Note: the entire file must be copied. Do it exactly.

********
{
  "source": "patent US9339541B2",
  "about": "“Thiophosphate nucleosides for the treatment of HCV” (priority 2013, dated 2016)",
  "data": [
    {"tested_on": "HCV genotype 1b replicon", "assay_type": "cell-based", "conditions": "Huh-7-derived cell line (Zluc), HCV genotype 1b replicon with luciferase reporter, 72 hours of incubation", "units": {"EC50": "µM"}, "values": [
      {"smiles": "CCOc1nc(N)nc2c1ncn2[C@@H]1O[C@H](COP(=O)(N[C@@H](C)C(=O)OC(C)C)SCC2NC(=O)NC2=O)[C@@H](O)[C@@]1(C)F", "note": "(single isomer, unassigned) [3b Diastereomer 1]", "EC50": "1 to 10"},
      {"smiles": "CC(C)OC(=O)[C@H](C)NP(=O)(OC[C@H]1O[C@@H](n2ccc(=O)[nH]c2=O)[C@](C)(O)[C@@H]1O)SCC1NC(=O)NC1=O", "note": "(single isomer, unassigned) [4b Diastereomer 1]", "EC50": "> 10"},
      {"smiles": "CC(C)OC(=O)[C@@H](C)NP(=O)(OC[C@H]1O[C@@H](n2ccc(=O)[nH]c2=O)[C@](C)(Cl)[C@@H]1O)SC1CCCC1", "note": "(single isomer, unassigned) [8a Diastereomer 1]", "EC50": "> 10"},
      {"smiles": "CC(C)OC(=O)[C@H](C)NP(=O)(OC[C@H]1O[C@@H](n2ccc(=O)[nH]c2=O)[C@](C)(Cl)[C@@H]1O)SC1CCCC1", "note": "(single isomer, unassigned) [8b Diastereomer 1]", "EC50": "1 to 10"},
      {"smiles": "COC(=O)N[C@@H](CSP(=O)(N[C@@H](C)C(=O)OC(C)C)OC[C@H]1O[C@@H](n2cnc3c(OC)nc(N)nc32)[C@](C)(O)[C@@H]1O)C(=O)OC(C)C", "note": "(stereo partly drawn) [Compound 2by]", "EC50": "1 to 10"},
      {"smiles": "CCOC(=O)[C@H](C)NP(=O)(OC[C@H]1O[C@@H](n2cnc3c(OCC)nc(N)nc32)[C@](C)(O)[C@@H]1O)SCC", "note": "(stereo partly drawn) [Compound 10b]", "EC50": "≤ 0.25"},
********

{
  "source": "patent US9339541B2",
  "about": "“Thiophosphate nucleosides for the treatment of HCV” (priority 2013, dated 2016)",
  "data": [
    {"tested_on": "HCV genotype 1b replicon", "assay_type": "cell-based", "conditions": "Huh-7-derived cell line (Zluc), HCV genotype 1b replicon with luciferase reporter, 72 hours of incubation", "units": {"EC50": "µM"}, "values": [
      {"smiles": "CCOc1nc(N)nc2c1ncn2[C@@H]1O[C@H](COP(=O)(N[C@@H](C)C(=O)OC(C)C)SCC2NC(=O)NC2=O)[C@@H](O)[C@@]1(C)F", "note": "(single isomer, unassigned) [3b Diastereomer 1]", "EC50": "1 to 10"},
      {"smiles": "CC(C)OC(=O)[C@H](C)NP(=O)(OC[C@H]1O[C@@H](n2ccc(=O)[nH]c2=O)[C@](C)(O)[C@@H]1O)SCC1NC(=O)NC1=O", "note": "(single isomer, unassigned) [4b Diastereomer 1]", "EC50": "> 10"},
      {"smiles": "CC(C)OC(=O)[C@@H](C)NP(=O)(OC[C@H]1O[C@@H](n2ccc(=O)[nH]c2=O)[C@](C)(Cl)[C@@H]1O)SC1CCCC1", "note": "(single isomer, unassigned) [8a Diastereomer 1]", "EC50": "> 10"},
      {"smiles": "CC(C)OC(=O)[C@H](C)NP(=O)(OC[C@H]1O[C@@H](n2ccc(=O)[nH]c2=O)[C@](C)(Cl)[C@@H]1O)SC1CCCC1", "note": "(single isomer, unassigned) [8b Diastereomer 1]", "EC50": "1 to 10"},
      {"smiles": "COC(=O)N[C@@H](CSP(=O)(N[C@@H](C)C(=O)OC(C)C)OC[C@H]1O[C@@H](n2cnc3c(OC)nc(N)nc32)[C@](C)(O)[C@@H]1O)C(=O)OC(C)C", "note": "(stereo partly drawn) [Compound 2by]", "EC50": "1 to 10"},
      {"smiles": "CCOC(=O)[C@H](C)NP(=O)(OC[C@H]1O[C@@H](n2cnc3c(OCC)nc(N)nc32)[C@](C)(O)[C@@H]1O)SCC", "note": "(stereo partly drawn) [Compound 10b]", "EC50": "≤ 0.25"},